The start of September also heralded National Asthma Week with a theme of breaking the stigma. Asthma is a lifelong disease that presents differently for everyone and affects over 460,000 Australians. Some people get a cough, others a wheeze, breathlessness or chest tightness, or a combination of different symptoms. For some, it is constant, while for others, it comes and goes. For example, spring in Australia can trigger asthma attacks because of the increased pollen in the air. Asthma can present in children from a very young age, and like adults, asthma symptoms can vary and change rapidly. Many young children are treated for asthma using a symptom diary as they cannot take breath tests until they are around the age of five.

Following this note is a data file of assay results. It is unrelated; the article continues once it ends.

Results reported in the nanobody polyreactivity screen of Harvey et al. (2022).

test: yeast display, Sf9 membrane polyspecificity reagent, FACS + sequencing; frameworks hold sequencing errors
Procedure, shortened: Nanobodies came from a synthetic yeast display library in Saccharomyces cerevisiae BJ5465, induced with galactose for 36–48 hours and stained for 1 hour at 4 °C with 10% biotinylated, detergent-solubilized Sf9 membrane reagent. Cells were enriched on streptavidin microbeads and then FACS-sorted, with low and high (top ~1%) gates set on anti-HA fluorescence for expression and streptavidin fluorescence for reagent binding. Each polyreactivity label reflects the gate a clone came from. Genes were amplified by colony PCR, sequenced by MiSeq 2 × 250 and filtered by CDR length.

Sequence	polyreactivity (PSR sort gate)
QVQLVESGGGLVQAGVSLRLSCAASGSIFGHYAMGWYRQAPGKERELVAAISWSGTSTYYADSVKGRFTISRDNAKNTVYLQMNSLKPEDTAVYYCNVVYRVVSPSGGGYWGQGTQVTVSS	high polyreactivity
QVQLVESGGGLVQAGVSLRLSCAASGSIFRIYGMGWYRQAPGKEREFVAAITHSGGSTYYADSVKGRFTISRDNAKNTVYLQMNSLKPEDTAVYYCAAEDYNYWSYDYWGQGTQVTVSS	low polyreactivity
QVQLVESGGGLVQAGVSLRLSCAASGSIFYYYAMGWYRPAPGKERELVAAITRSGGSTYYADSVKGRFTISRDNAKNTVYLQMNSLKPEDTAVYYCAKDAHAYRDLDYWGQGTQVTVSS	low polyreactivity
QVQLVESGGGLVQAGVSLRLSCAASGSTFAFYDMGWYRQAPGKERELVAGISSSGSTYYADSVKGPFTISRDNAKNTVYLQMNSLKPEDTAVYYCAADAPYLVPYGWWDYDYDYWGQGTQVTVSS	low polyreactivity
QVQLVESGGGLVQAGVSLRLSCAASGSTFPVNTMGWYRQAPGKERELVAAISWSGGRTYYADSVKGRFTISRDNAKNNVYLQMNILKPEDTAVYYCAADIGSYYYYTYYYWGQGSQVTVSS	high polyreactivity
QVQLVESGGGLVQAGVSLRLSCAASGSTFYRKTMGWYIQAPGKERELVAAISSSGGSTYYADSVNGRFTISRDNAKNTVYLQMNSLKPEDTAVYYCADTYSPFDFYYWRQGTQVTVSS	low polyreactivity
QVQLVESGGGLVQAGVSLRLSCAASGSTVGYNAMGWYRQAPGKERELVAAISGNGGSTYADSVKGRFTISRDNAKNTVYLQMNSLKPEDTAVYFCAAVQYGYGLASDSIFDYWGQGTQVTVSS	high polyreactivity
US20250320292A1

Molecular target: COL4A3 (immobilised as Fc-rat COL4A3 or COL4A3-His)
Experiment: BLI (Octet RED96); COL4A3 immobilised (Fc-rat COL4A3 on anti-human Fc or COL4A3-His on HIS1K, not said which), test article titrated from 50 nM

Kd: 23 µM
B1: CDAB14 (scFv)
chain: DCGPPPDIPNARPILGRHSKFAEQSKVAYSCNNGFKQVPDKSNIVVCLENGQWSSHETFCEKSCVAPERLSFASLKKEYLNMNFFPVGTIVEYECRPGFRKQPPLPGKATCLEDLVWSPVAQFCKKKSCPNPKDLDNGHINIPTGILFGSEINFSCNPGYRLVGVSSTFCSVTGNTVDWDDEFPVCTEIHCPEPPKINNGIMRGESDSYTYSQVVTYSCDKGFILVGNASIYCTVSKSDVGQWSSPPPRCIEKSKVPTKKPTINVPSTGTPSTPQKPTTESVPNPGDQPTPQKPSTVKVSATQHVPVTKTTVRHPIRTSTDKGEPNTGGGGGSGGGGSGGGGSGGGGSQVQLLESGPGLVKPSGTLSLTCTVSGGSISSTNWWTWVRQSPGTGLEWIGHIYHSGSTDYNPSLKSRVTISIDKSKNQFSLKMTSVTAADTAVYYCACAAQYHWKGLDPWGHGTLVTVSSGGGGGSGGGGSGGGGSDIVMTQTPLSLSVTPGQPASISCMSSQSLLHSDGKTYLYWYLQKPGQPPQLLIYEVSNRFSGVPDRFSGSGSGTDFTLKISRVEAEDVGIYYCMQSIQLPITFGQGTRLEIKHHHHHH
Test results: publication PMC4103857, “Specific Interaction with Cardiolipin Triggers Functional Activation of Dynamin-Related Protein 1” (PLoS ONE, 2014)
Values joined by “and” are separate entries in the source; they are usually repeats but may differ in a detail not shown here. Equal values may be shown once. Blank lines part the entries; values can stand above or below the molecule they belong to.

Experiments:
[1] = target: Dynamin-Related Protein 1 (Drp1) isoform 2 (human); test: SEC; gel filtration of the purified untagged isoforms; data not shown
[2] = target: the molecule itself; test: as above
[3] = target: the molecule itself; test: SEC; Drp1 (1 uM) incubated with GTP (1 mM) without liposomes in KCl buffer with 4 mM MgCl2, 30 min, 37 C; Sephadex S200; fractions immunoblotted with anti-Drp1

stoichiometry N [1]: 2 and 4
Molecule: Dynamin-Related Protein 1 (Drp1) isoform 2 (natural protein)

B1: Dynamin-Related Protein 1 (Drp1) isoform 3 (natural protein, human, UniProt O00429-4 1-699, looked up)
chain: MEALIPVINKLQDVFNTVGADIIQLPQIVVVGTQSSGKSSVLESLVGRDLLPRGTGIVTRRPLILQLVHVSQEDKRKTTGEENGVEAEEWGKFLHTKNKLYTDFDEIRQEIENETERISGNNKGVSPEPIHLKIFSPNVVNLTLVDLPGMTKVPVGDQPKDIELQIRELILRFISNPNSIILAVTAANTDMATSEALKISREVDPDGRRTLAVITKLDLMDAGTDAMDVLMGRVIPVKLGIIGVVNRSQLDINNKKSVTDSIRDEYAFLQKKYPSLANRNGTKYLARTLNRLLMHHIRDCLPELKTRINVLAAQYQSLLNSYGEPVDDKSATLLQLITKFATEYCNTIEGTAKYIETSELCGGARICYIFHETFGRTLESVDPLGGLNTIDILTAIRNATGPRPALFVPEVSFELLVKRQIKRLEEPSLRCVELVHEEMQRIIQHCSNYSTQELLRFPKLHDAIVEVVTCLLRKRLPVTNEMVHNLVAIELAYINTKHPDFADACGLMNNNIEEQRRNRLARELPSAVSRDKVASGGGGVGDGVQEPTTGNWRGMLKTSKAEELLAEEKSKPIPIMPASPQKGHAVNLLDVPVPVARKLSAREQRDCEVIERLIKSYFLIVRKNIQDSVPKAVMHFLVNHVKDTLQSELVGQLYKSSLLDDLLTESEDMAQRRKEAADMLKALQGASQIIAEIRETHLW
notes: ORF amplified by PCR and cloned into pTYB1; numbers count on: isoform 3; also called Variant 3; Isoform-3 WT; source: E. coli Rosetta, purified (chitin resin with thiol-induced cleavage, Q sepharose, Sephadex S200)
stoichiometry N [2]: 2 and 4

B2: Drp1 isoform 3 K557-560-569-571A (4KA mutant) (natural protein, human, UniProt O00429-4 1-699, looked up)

If your child uses a symptom diary or is receiving asthma treatment, please talk to your Centre Director about how we can support them. We’re also here if you or your children are struggling or you want to learn more about children’s mental health and wellbeing. If you need to talk, we’re here to listen.
Lindsey Desmons from Petit Early Learning Journey Clifton Hill
Congratulations to Lindsey Desmons for her exceptional efforts since starting as Centre Director at Petit ELJ Clifton Hill earlier this year. Lindsey’s commitment and work ethic in preparation for Assessment and Rating (A & R) over the last month has exceeded our expectations. With her Educational Leader on placement and Assistant Centre Director on leave, the centre has continued to show week-on-week improvements. Lindsey’s phenomenal effort displays a cheerful confidence, enlisting the support of those around her while still learning and adapting to her new environment and providing her peers with outstanding support.